Austin’s Top 5 Food Trailers
Where to start among the city’s many food-truck offerings? We’ve done the fork-lifting for you.
Five Food Trailer Favorites
These days, you can take a tour of world flavors without leaving central Austin. Foods from around the globe—India, Korea, Argentina, Vietnam, Japan, Italy, and more—are all cooked up inside the many trailers peppering the city streets. Why so many choices? For one thing, we’re talking Austin, a place of diversity and enterprise. Secondly, aficionados are leaning toward eating experimentally and casually. From the many, here are our faves.
Sit under a giant live oak at this Vietnamese fast-food trailer, and enjoy avocado or tofu summer rolls, lemongrass pork vermicelli, and Báhn Mì sandwiches (flash-grilled marinated chicken with daikon, carrot, cucumber, cilantro, and chili, all tucked into a crusty baguette). Wash it all down with a Vietnamese coffee (softly sweetened with condensed milk) or tropical smoothie.
2113 South Lamar Blvd., myspace.com/lulubssandwiches, prices run to $6 for a vermicelli bowl
One of the early arrivals on the Austin trailer scene, Flip Happy is a vintage Avion that opened its windows in 2006. Owners Nessa Higgins and Andrea Day Boykin blazed a path for a long line of other mobile-food pioneers. Past victors on the Food Network’s Throwdown! with Bobby Flay, Andrea and Nessa whip up sweet and savory crepes, stuffed with such delights as Gruyère cheese, shredded pork, caramelized onions, and Nutella and bananas. Take just one bite of these French johnnycakes and you’ll believe the slogan: “Made from Scratch with Love.” Be sure to check the Web site before visiting, as the hours change on a regular basis (often open until 9 on Friday evenings).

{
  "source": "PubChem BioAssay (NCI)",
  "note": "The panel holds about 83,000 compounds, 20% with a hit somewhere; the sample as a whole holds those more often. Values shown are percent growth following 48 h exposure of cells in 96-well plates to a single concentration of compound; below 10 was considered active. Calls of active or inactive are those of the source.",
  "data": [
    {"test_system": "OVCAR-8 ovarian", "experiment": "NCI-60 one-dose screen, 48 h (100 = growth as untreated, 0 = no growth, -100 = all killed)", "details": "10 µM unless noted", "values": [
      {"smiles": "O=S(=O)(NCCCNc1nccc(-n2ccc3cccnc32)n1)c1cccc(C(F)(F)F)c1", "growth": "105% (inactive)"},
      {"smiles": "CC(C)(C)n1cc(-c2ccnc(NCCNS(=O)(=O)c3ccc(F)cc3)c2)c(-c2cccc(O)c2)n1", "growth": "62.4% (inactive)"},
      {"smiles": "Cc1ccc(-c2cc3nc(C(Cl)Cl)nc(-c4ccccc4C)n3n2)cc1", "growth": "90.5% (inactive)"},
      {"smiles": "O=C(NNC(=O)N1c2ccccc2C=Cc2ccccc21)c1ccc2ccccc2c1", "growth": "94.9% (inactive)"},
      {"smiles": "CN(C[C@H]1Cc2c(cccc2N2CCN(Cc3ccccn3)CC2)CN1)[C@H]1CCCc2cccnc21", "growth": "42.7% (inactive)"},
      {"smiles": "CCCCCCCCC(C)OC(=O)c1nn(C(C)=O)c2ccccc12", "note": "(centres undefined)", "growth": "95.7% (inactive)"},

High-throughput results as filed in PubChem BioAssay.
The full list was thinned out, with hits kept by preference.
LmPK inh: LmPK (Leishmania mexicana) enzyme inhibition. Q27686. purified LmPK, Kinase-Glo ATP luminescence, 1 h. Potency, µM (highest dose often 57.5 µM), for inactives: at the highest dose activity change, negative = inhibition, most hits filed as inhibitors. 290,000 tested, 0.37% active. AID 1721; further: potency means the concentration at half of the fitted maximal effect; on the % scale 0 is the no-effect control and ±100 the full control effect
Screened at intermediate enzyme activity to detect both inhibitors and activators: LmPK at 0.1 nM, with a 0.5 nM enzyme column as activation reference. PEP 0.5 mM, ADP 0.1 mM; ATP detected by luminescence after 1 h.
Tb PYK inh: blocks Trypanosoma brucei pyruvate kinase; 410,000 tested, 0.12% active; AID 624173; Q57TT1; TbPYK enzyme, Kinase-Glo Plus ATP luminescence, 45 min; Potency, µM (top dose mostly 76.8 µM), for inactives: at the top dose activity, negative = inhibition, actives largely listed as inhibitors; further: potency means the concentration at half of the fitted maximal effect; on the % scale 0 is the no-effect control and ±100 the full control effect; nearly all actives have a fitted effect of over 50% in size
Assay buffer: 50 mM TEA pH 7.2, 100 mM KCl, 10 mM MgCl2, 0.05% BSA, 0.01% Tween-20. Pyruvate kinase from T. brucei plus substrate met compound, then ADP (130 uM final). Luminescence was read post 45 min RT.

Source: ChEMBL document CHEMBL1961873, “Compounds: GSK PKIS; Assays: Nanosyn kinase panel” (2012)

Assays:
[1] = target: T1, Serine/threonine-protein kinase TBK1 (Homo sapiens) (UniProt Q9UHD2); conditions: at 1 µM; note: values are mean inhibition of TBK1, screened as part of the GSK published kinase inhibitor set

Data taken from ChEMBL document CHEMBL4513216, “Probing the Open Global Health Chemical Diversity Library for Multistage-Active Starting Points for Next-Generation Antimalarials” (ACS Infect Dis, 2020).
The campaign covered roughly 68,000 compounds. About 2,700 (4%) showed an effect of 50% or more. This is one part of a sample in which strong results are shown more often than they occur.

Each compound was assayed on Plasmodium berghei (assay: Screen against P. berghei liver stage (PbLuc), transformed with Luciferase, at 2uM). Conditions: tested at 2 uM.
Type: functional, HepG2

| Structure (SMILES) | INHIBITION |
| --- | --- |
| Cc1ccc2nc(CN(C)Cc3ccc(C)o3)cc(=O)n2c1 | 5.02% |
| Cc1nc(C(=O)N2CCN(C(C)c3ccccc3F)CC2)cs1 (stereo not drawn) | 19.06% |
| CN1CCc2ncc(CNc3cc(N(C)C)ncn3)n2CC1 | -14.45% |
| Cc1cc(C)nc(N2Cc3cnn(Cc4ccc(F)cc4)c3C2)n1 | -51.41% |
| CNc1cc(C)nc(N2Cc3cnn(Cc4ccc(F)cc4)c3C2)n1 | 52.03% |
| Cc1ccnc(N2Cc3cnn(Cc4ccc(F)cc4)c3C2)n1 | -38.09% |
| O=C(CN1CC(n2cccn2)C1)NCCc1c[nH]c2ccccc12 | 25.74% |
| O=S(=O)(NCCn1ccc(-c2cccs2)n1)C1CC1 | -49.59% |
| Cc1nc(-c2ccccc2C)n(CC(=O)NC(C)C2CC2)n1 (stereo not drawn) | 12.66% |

400 Jessie Street, fliphappycrepes.com, crepes run $7 or less
You can’t miss this bright red mobile Mmmpanada truck in ever-changing locations in the heart of Austin’s downtown. Kristen and Cody Fields, two artisan empanada makers, use only fresh ingredients for their modern take on traditional Argentine fare. One empanada version combines asparagus, prosciutto, and blue cheese; another pairs soy chorizo with Brie; a sweet take comes coated in cinnamon over marshmallows and chocolate, making you long for a campfire.
Odd Duck Farm to Trailer
It was inevitable that Austin’s vibrant eat-local movement would eventually collide with the city’s food-trailer mania. The result? The Odd Duck Farm to Trailer, where a half-dozen locally sourced, changing-daily dishes are created every Tuesday through Saturday evening. Savor creamy cauliflower soup while noshing on a side of grilled broccoli with goat ricotta and farm egg aïoli. Odd Duck fans swear by the melt-in-your-mouth braised duck and pork belly sliders.
1219 South Lamar Blvd., oddduckfarmtotrailer.com, up to $6 for small plate entrées
The side of this gleaming Airstream reads: “Big. Fat. Donuts.” So when you need a little something to boost your blood sugar, this south Austin sweet spot will do the trick. The 25-plus types of doughnuts at Gourdough’s are fried to order and emerge from the truck piping hot. If you’re a chocoholic, order the Black Out, an over-the-top combo of brownie batter, fudge icing, and chocolate-covered brownie bites. A fruit lover? Go with the Miss Shortcake, a simple funnel-like hole drenched in cream cheese icing and fresh-cut strawberries. Experimental? Try Slow Burn, a combo of habanero pepper jelly with a topping of cream cheese.
1219 South Lamar Blvd., gourdoughs.com, $4.25 per doughnut (add $1 each for meat or ice cream)